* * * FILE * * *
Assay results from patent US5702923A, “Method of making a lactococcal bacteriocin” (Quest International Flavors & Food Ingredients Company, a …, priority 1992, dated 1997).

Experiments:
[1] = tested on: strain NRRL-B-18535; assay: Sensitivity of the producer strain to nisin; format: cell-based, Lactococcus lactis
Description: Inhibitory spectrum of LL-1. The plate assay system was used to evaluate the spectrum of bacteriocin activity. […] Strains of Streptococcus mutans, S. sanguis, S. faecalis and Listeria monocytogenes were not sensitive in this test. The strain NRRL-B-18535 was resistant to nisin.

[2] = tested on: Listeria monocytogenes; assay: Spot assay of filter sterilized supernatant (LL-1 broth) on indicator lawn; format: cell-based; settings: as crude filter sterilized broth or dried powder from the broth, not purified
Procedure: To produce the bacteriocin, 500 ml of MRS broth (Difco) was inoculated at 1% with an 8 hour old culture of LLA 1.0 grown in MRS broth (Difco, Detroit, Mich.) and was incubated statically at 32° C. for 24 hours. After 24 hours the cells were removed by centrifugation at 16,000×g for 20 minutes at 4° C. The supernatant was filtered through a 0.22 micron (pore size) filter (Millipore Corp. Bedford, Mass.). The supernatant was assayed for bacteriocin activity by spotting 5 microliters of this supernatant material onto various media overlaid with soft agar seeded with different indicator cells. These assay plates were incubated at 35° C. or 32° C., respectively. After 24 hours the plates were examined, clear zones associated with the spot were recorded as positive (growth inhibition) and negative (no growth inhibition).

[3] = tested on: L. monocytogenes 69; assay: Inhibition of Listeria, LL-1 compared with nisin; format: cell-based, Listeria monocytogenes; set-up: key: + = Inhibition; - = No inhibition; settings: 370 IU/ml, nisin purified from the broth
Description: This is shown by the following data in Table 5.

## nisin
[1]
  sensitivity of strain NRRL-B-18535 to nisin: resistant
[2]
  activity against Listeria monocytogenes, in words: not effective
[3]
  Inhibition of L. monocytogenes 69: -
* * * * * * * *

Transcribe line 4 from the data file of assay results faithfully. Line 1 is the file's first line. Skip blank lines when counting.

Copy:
Description: Inhibitory spectrum of LL-1. The plate assay system was used to evaluate the spectrum of bacteriocin activity. […] Strains of Streptococcus mutans, S. sanguis, S. faecalis and Listeria monocytogenes were not sensitive in this test. The strain NRRL-B-18535 was resistant to nisin.